Griffey, Piazza, very different as draft picks, achieve highest honor

The game of baseball’s best players often go to the Hall of Fame, but MLB might not have seen their potential at first. The Seattle Mariners picked Ken Griffey in the first round and first overall pick of the 1987 draft. However, the Los Angeles Dodgers picked Mike Piazza in the 62nd round as the 1,390th pick in the 1988 draft. During that draft there were 1,433 picks and 97 percent of the players were picked before him. Jan. 6th, the Baseball Hall of Fame in Cooperstown, N.Y., announced its 2016 class of honorees: Ken Griffey Jr. and Mike Piazza. They join players voted in by the Baseball Writers Association of America since 1936.

The voting procedure considers baseball players who played in the majors for over 15 seasons. Five years must go by after a player’s retirement announcement before he can be eligible for the vote. Members of the BBWAA can votes on eligible players. The BBWAA does the voting and decides who goes into the Hall of Fame in Cooperstown, New York.

Griffey is the first ballot-winner to get 99.32 percent of the votes approaching unanimous selection. Previously, the highest percentage was for Tom Seaver’s 98.84. Seaver is in the 1992 Class. Both Ken Griffey Jr. and Mike Piazza played in the MLB for over a span of 15 years. Ken Griffey Jr. played in the Major league Baseball as an outfielder (MLB) for 21 seasons. He was drafted in the first round by the Seattle Mariners in 1987. His MLB debut was April 3, 1989. During his debut he made a line drive double and one week later he made his first home run. He played for the Seattle Mariners from 1989-1999 and then he was traded to the Cincinnati Reds his hometown city. The reason he wanted to go back to play his hometown team was because of golfer Payne Stewart who died in a plane crash on October 25, 1999. He played for the Reds until 2008 and then he was traded to the Seattle Mariners for the last couple seasons of his professional career. After the 2010 season, he retired from the MLB with some records that still stand, and accomplishments that made Griffey Jr. a good player.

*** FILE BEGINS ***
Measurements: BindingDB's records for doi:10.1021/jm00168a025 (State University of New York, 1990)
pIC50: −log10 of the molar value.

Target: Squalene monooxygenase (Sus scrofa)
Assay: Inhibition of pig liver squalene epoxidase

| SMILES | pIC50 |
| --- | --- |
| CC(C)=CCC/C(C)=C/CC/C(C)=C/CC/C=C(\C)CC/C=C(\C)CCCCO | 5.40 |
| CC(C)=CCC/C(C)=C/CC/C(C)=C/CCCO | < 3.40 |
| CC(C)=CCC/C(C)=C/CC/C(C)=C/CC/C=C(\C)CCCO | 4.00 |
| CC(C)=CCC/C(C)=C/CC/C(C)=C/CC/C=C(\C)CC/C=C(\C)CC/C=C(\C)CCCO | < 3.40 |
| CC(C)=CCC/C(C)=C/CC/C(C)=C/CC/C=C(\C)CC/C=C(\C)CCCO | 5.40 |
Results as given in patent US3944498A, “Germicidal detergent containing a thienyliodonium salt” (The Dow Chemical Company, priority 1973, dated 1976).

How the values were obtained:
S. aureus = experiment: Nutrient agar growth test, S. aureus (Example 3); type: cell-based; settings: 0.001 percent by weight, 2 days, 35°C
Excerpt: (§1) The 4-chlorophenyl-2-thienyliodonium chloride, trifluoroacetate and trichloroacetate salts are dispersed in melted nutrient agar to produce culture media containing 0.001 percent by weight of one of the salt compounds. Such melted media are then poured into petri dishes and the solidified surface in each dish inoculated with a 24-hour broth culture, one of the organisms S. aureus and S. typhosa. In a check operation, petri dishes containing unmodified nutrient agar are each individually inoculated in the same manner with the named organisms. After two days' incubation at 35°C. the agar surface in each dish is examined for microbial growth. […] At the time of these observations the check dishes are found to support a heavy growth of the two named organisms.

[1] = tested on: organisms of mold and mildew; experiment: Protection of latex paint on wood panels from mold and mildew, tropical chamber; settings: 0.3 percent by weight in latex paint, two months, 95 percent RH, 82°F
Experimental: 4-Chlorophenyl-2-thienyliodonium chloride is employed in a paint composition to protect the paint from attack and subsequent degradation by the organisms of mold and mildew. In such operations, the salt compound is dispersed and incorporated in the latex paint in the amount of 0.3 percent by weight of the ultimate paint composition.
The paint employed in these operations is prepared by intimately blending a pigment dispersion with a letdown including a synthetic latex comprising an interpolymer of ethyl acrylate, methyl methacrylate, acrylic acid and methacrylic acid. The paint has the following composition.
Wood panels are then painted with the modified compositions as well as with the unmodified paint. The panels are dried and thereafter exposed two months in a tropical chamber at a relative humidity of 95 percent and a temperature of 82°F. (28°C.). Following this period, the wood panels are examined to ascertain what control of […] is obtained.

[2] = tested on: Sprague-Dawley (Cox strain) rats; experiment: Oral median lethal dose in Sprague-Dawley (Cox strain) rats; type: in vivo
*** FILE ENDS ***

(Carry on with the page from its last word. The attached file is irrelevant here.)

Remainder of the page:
Mike Piazza played in the MLB as a catcher for sixteen season under multiple teams. He played for Dodgers, Marlins, Mets, Padres, and Athletics. He was drafted by the Los Angeles Dodgers in 1988 and made his debut during September 1, 1992 and eleven days later he made his first home run. He played for the Dodger until 1998. During the first month of the 1998 MLB season the Los Angeles Dodgers traded him to the Florida Marlins. One week later he was traded to the New York Mets. He help the team during the 1999 and 2000 season making the playoffs. Especially, during the 2000 season the Mets made it to the World Series and it was known as the “Subway Series”. The Yankees won the World Series four to one. Before the 2005 season ended, the last game he wore a Mets uniform he had a standing ovation at Shea stadium. Piazza parted ways with the Mets when his seven-year contract expired. During the offseason as a free agent, the San Diego Padres signed him to a one year contract for the 2006 MLB season. After the 2006 season he was a free agent again and he was signed to a one year contract with the Oakland Athletics. After the 2007 MLB season, he announced that he was retiring from the Major Baseball League. The Hall of Fame ceremony will be held on July 24, 2016 at Hall of Fame in Cooperstown, New York. The MLB Commissioner Rob Manfred will be presiding the awards to Ken Griffey Jr. and Mike Piazza.

Will Walde, 16, is a junior at the Lab School of Washington in the District of Columbia.


Comments are closed.